What is breast screening?

Breast screening is the regular examination of a woman’s healthy breasts to find breast cancer early. If cancer is detected early, there is a better chance of treating it successfully.

Mammography, an x-ray of the breast, is used for screening. A mammogram can detect breast cancer before it can be felt. It uses safe doses of radiation. In some provinces or territories, a physical examination of the breasts may also be part of breast screening.

Is there a cost for breast screening?

There are provincially funded breast cancer screening programs in all provinces, as well as in the Yukon and the Northwest Territories, that offer free screening mammograms.

How can I take part in a breast screening program?

If you meet the age eligibility of the program you do not need a doctor’s referral to participate in the program – simply contact the program to make an appointment. A list of programs is available at the bottom of this page.

When should I have a mammogram?

Screening guidelines vary by province, but mammograms are generally recommended every two to three years for average-risk women aged 50–74.

If I carry a BRCA gene mutation or am at high risk for breast cancer, when should I have a mammogram?

If you are at high risk for breast cancer, you should have an annual mammogram. Women at high risk would generally begin annual mammograms at 25-30 years old, or 5-10 years younger than the youngest diagnosis of breast cancer in their family. This is something you should discuss with your doctor.

Learn more about breast cancer screening for high risk women.

I’ve found a change in my breast. Can I go to a screening program to get this checked out?

No. Screening programs are designed to screen women with no breast concerns. If you notice a change in your breast, you should make an appointment to see your doctor or go to a walk-in clinic.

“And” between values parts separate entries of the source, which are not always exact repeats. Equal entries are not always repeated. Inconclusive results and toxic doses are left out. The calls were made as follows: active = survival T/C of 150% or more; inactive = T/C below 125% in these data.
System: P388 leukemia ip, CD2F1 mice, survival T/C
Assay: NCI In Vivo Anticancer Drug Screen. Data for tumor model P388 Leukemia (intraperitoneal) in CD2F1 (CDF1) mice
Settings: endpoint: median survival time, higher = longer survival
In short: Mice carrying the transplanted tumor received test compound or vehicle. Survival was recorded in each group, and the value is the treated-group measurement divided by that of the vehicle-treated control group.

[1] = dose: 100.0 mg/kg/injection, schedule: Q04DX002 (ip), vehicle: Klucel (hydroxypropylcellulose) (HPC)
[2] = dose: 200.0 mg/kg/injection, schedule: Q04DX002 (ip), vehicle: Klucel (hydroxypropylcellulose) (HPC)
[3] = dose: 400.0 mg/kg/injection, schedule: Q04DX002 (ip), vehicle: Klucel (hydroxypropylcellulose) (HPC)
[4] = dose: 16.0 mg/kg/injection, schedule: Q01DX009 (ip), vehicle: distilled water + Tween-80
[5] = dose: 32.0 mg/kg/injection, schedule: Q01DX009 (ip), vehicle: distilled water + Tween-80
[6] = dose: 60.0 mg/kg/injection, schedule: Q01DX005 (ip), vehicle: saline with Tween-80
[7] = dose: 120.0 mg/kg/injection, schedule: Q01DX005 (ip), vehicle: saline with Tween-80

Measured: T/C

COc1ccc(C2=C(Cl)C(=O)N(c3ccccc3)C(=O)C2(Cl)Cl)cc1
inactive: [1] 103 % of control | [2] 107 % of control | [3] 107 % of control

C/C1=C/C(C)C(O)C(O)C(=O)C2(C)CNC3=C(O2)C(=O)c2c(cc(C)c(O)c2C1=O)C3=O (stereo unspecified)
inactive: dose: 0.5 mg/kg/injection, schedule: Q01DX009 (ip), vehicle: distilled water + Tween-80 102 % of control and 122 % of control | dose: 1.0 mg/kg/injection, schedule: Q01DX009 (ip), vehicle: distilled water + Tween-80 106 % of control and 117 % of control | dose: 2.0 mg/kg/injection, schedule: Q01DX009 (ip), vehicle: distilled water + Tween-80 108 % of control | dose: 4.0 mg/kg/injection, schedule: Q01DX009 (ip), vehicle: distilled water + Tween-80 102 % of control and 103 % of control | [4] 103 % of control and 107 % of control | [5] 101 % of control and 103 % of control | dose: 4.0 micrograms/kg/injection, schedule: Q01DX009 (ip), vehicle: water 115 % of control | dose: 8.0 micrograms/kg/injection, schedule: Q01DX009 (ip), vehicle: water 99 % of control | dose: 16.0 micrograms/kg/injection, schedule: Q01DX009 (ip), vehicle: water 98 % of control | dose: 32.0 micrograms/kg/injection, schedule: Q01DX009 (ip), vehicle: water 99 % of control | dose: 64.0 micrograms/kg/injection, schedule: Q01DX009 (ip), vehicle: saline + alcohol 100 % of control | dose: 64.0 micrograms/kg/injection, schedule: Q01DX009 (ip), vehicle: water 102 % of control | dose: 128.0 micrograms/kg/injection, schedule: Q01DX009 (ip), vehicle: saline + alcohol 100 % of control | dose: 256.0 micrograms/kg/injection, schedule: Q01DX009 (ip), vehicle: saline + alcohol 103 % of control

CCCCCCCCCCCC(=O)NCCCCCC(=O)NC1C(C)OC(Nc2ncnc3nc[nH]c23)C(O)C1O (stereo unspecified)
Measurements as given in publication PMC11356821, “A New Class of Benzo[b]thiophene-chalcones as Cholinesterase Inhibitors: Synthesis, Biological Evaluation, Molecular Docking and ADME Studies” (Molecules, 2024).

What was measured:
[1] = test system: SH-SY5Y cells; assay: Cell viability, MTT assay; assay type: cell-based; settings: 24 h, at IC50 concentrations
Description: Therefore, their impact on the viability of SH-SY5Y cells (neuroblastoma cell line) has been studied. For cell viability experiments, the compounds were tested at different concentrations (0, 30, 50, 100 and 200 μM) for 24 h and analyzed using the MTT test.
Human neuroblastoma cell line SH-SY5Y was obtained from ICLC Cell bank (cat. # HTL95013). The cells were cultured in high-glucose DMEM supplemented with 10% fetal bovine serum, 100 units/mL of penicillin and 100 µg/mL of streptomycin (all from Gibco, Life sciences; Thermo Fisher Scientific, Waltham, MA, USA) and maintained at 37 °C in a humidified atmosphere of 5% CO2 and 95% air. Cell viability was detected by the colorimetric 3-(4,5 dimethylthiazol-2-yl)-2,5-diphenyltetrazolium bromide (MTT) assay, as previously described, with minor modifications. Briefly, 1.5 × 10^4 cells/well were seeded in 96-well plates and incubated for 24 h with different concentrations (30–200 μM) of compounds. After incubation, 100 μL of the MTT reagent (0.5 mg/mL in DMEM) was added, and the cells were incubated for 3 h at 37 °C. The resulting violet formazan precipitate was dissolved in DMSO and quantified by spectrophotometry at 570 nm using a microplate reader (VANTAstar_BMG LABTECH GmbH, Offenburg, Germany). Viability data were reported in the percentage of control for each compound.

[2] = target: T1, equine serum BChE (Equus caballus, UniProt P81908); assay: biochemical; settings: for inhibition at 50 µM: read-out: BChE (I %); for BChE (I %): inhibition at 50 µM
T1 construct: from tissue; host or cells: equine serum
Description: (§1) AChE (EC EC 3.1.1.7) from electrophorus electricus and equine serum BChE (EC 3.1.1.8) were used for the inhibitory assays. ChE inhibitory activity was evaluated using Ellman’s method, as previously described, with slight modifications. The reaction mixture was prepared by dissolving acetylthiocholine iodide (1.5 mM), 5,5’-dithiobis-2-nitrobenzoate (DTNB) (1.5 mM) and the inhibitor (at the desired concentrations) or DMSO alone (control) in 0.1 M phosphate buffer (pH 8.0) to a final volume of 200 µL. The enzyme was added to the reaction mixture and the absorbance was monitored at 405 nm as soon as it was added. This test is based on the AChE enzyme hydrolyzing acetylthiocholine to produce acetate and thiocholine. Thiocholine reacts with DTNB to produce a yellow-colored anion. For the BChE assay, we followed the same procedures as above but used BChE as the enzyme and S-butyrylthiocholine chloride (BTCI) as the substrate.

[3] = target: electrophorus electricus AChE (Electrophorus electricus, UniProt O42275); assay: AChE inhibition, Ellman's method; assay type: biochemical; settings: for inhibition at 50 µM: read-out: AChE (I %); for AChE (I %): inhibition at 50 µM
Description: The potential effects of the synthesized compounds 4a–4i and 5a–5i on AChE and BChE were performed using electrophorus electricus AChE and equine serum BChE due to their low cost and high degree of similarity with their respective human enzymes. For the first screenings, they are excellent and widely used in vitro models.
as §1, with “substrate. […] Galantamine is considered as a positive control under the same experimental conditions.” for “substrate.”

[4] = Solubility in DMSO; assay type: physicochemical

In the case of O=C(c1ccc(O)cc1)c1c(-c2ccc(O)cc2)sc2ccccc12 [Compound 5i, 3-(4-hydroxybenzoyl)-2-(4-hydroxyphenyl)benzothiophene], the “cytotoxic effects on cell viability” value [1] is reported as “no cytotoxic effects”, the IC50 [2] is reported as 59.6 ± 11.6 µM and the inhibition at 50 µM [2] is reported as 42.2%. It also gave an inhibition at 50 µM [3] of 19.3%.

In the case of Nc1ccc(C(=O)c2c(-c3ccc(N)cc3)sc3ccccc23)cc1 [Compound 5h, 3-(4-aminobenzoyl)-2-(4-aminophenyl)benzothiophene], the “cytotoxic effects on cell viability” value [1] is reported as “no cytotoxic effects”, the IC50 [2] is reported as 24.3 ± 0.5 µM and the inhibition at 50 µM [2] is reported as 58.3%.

How do I get ready for a mammogram?

On the day of the mammogram, you should not use any deodorants, antiperspirants, body lotions or talcum powders. You will be asked to remove all clothing above your waist to get the mammogram, so consider this when you dress to go for your mammogram.

What happens when I go for a mammogram?

  • A registered radiology technologist specializing in mammography will position your breast on a special x-ray machine
  • A plastic plate will be pressed down slowly to flatten your breast and hold it in place for a few seconds
  • You will feel some pressure on your breast for a few seconds during the x-ray
  • This pressure does not harm your breast tissue
  • Usually four pictures are taken, two of each breast
  • The technologist will check the pictures to make sure they are good enough quality for the radiologist to read. If needed, she will take additional pictures
  • Your doctor will receive the results and share them with you

Can I get a female radiology technologist to do my mammogram?

In most cases, you will have a female technologist perform your mammogram. You have the right to always request a female technologist when you go for your mammogram.

What does it feel like to get a mammogram?